If you got that title then you are probably a funnier person than I am. Un-funny post ahead.
Friday was the first time I experienced a full-blown panic attack.
I was planning lessons during one of my free periods when suddenly my mind was crowded with a dozen dozen thoughts. I’d been having trouble with one class in particular and knew that a number of phone calls home would have to be made. I’d had to deal with a child protection issue at school and the distress was only just leaving. Then the thought of facing students, the thought of students just blocked out everything else.
An almost palpable pounding in my ears, a feeling of being sick and wanting to collapse, shortness of breath and shaking are symptoms that indicate panic attacks, I’m told, but no one mentioned that I’d find myself huddled over a keyboard with my hands over my head. No one mentioned the dread in my stomach or the jaw-clenching need to just go home, go home, go home.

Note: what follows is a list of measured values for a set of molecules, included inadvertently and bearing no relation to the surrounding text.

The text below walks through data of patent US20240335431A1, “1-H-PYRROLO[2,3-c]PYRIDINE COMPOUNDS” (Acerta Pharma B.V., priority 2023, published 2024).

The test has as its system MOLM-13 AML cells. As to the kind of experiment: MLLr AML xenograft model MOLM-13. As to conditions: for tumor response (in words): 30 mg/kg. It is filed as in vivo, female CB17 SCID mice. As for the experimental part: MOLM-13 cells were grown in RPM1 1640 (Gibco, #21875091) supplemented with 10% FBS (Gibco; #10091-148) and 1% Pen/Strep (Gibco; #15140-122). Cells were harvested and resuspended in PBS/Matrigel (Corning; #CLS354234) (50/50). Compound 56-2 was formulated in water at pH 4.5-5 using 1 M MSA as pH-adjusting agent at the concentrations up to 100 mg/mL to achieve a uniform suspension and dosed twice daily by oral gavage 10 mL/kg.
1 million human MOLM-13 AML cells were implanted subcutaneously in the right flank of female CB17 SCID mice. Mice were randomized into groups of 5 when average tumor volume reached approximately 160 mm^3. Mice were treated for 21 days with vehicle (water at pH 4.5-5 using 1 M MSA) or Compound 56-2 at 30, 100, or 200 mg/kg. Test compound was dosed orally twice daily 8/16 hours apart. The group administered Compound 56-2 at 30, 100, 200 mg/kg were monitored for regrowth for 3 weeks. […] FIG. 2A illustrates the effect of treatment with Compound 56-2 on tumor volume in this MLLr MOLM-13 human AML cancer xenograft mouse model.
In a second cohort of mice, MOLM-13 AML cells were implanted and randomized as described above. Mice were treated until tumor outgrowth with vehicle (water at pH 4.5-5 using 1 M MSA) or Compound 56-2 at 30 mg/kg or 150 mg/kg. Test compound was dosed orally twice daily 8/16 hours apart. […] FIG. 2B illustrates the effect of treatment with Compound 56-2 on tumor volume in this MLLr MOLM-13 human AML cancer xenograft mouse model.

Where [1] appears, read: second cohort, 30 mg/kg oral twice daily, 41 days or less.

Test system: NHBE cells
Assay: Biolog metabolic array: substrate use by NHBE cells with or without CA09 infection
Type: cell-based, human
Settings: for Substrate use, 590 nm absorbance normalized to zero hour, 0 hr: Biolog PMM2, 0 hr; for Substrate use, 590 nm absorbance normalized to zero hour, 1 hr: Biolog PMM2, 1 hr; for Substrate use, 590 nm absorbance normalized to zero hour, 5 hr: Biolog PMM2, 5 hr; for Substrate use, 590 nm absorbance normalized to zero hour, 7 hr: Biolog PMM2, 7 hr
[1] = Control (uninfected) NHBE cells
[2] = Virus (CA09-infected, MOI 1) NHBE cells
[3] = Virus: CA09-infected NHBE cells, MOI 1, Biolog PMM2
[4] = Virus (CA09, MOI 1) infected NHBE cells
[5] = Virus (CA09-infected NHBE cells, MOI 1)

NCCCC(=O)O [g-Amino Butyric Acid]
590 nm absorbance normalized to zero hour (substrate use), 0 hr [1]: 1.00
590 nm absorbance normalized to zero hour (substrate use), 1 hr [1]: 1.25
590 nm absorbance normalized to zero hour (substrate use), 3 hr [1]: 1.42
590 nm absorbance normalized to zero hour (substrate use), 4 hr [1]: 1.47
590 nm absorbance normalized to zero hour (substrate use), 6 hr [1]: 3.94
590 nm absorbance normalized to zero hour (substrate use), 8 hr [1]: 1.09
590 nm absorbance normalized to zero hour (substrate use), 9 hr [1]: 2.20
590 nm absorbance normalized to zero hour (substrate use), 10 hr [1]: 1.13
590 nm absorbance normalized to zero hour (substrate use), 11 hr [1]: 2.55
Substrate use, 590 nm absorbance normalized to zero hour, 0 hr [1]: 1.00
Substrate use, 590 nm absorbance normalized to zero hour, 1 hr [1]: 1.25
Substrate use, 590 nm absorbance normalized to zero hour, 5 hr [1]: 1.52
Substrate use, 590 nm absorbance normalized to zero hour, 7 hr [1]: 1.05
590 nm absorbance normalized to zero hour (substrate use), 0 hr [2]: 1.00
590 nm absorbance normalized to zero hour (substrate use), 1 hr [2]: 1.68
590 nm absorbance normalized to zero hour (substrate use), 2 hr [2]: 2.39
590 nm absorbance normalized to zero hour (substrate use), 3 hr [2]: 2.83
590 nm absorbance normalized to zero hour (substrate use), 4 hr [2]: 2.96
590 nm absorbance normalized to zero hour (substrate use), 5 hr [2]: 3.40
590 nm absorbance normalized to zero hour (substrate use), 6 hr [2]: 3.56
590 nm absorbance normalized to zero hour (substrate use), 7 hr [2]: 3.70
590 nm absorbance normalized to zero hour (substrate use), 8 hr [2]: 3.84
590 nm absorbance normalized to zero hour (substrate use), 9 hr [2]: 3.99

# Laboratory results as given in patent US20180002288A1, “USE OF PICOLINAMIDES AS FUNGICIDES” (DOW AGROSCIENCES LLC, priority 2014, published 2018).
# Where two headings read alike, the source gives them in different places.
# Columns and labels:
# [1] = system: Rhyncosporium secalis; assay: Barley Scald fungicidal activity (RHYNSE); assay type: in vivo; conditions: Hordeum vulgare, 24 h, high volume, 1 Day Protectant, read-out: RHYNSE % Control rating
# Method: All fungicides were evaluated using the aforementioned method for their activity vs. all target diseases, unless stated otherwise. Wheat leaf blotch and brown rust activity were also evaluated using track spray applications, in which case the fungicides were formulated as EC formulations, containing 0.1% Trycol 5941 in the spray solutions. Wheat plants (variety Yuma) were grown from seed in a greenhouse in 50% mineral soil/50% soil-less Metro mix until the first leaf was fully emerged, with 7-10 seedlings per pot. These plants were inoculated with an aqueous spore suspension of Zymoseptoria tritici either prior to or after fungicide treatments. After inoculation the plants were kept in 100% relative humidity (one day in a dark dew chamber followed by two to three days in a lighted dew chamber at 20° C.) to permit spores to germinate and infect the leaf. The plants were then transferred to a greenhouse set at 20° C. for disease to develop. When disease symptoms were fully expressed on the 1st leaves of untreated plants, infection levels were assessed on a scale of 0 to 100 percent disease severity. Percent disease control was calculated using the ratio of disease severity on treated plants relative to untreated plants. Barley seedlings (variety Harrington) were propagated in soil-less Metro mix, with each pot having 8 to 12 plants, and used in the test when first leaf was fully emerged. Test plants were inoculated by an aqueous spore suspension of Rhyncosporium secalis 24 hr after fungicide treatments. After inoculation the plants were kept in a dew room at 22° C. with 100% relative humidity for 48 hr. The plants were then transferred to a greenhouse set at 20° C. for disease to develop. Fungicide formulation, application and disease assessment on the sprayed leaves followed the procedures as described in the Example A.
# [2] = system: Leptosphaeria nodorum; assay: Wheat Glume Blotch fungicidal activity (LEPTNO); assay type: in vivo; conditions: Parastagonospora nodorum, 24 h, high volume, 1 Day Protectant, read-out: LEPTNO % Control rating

As ironic as this sounds, I don’t want to alarm anyone. I figure this is just a sign that I need to find more ways to manage my stress and workload in a very full environment. Yes, teaching is rough, and everyday colleagues remind the rest of us newbies that we’ve landed ourselves in an extremely difficult place, as far as first-year workplaces go. It’s not impossible though, because so far God’s been giving me the strength to endure and there is the kindness of colleagues to get by. I went and got help straightaway: first cover for my upcoming lessons, and then a quick chat with my head of department.
I know that this is something to pray about and something to work through and I’m hoping that as life goes on this wouldn’t be anything recurrent. At the same time I’m thinking about all the times where I’ve heard of other people having panic attacks, where I’ve been baffled by their stories because my young self wonders how anyone could feel so much dread that they couldn’t move anymore. I now stand ashamedly corrected and more empathetic with others who go experience this sort of stress. It’s something that’s happened to Jack, yes, and now it’s happened to me.